The GOP establishment versus Donald Trump

The GOP establishment versus Donald Trump

The Establishment—Democrats and Republicans alike—won't tolerate an uncontrollable outsider in charge, so the Trump campaign will make it clear: The fix is in.

Donald Trump and supporters attend a rally in Muscatine, Iowa in January 2016. Multiple supporters hold up signs, which read "The silent majority stands with Trump." (Via Wikipedia entry on "Silent Majority. CC 2.0)

COLORADO SPRINGS, Colo., March 15, 2016 — Donald Trump’s campaign is showing America the true, working hierarchical structure of our country. Conspiracy theorists have claimed for years that “the fix is in.” Now we can see the truth of American politics. And it isn’t pretty.

Tapes of GOP operatives talking among themselves reveal that they do not know the presumptive GOP candidate. And as Rush Limbaugh observed, “If you don’t know the nominee, what can he do for you? What influence have you got?”

The answer is, “none.” The ruling class, led by Democrats or Republicans, has rules. And the first rule is connectivity. One toils in the vineyards of American politics, makes friends, grants favors, shows oneself to be open to suggestion if not downright malleable.

In “The Sound of Music,” the nuns sing, “How do you solve a problem like Maria? How do you catch a cloud and pin it down? How do you find a word that means Maria? A flibbertijibbet! A will-o’-the wisp! A clown!” Substitute Trump’s name, add his long history of reality TV antics, and mix with a strong dose of his all-American, in-your-face, capitalist irrepressibility.

Replace the nuns with the establishment, the media and the easily shocked, people who have learned that participation depends on cooperation. Go along, get along and don’t rock the boat.

The Trump campaign is reminiscent of a classic film about the ad business. Upon the sudden death of an ad agency’s president, nominations are opened by secret ballot for his successor. The body of the deceased president still lies face down on the conference table. In an act of racial comity, the votes go to the one black official of the company. When Putney Swope wins on successive, desperate ballots, he calmly announces to the agency, “Gentlemen. I want to put your minds at ease. It is not my intention to rock the boat. I want to sink the boat!”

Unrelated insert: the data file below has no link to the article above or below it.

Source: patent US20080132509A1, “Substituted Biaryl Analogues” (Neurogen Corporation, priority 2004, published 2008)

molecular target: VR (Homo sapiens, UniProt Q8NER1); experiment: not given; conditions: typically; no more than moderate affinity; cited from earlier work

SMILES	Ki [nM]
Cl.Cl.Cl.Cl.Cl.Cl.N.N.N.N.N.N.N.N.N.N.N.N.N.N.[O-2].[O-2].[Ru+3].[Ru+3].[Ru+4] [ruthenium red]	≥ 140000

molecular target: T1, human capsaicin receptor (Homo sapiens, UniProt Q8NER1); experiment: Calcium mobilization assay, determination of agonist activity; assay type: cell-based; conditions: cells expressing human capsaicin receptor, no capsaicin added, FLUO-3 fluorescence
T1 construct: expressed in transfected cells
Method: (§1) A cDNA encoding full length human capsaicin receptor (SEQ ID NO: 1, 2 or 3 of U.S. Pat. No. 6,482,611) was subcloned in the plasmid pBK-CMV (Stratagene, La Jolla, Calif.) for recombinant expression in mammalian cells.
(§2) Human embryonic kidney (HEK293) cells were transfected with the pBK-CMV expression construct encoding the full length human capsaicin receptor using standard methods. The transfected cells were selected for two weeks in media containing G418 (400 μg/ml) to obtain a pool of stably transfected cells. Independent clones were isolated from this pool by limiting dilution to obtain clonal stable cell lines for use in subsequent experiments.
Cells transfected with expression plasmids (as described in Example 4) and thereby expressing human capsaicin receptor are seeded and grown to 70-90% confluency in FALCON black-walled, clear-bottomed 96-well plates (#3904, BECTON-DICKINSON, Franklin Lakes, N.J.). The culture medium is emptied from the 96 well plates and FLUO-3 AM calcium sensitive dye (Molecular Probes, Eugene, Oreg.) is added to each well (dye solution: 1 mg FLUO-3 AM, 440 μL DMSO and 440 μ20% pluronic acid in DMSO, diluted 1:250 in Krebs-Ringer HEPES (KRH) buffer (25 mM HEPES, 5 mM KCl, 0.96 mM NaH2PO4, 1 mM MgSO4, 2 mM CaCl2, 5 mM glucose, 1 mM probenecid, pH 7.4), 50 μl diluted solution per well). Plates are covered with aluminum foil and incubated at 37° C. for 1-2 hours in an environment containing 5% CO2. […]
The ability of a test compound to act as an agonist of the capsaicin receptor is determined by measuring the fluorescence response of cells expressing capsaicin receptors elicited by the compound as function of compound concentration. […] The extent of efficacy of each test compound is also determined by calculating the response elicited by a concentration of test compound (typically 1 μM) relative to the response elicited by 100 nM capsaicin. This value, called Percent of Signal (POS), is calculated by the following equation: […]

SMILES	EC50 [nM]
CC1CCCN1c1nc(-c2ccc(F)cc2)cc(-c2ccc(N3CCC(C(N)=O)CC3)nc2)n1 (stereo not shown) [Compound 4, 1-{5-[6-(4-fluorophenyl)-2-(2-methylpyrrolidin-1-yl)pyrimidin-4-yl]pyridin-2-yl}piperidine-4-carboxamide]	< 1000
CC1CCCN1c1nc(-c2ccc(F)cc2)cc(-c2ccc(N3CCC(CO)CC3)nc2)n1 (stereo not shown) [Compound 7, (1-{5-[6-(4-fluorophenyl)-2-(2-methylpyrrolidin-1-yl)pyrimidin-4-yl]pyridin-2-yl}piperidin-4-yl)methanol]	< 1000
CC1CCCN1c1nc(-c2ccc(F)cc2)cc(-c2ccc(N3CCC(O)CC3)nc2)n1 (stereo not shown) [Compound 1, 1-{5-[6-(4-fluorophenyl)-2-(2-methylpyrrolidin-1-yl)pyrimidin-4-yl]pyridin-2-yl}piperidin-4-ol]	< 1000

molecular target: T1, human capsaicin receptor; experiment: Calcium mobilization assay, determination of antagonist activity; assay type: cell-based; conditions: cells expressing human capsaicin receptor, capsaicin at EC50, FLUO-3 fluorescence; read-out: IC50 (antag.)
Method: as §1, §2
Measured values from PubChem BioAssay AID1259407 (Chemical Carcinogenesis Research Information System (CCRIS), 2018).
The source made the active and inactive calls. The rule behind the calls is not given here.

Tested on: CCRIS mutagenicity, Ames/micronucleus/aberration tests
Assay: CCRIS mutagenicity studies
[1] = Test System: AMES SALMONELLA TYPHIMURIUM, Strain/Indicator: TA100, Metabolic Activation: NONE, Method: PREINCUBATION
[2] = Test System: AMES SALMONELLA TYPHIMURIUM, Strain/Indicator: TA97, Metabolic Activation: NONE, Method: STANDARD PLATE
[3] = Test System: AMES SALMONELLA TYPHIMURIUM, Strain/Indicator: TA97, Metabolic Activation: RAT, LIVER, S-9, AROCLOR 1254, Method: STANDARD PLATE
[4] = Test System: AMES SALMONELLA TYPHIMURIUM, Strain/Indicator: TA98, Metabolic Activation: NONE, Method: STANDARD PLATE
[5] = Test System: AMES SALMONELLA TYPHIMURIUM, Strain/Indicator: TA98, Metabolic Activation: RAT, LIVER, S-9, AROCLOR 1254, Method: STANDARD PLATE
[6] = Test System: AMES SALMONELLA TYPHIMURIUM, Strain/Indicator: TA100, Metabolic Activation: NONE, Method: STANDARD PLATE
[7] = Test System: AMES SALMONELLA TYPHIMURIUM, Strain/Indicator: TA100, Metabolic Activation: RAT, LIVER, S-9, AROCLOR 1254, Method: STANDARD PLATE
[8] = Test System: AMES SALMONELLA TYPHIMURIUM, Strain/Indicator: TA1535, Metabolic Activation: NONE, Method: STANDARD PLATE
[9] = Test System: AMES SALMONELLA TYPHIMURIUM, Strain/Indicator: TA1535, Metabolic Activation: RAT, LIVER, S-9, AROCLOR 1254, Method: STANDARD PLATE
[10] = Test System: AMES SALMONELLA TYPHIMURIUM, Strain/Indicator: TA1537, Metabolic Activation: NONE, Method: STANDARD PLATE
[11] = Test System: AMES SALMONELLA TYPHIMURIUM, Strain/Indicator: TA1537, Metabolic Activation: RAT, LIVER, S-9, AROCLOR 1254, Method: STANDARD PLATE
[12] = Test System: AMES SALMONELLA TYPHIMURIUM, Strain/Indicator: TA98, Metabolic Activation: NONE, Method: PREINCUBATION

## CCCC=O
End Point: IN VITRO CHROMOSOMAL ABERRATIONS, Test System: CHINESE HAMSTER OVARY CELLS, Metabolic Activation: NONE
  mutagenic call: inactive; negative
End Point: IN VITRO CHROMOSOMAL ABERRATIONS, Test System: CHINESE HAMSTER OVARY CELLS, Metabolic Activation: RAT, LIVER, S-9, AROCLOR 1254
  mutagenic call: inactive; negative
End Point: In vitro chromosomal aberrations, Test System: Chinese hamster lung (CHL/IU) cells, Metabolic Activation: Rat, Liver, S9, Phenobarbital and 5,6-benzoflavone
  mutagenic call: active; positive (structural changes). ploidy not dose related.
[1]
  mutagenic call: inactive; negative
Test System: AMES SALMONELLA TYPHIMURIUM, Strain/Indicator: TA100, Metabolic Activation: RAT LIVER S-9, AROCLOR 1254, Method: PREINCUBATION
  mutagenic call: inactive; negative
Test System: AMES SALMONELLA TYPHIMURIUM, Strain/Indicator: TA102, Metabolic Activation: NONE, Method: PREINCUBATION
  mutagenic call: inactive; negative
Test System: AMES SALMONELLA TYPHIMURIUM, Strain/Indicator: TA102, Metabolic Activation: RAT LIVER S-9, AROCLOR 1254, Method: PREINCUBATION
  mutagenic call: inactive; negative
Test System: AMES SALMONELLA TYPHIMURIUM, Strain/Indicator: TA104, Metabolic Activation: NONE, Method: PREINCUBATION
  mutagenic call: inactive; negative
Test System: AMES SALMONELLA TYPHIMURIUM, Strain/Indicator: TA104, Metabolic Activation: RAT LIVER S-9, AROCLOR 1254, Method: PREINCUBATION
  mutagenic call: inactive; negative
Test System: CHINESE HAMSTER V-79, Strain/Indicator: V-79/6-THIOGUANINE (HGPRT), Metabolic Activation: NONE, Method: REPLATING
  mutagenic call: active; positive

Is that Donald Trump? In his enthusiasm for making America great again, will he sink the boat that’s been so carefully crafted and steered by the ruling class? Dare the nation take such a chance on him? Can this man be trusted to lead us?

The silent majority by definition is not in the club. Most did not attend the club prep colleges, do not reside in New York, Washington, or Los Angeles. They go to work each day, making the country work in spite of the ruling class’s obstructionist regulations and dictates.

The silent majority stands by meekly as the social fabric of the country is warped to accept all manner of perversions and alternate lifestyles. Sex education filters all the way down to kindergartens, and America’s founding moral values and institutions are left by the wayside, obsolete.

The silent majority is even a bit smug. Refused entry into the club, they repeat an old Groucho Marx line: “Any club that would have me as a member, I wouldn’t want to belong to.” With that attitude many stay home on election day. Let them have their little government. We can’t control them. Why try?

Every so often an iconoclast like Trump comes along. They usually lack the people and media skills to get very far. They are mildly tolerated at first. But as Gandhi said, “First they ignore you, then they laugh at you, then they fight you, then you win.”

In Maria and The Donald we see life itself. We see the human spirit, unleashed and unfettered. How must such a person appear to those who have willingly shackled themselves to “The System” lo these many years? How can an upstart come in and steal the show?

The answer is, he or she cannot. The club is closing ranks around its own members. They do not need someone they do not know, whom they have no interest in knowing, and who’s shown himself to have no interest in them. They, and they alone, will decide who secures the national top spot. And, as usual, that individual will be a fully vetted, get-along-and-go-along man who can chant the club mantras by heart.

Flibbertigibbets need not apply. That’s the lesson of this election season. Will it hold once again? Will the club prevail? Stay tuned.

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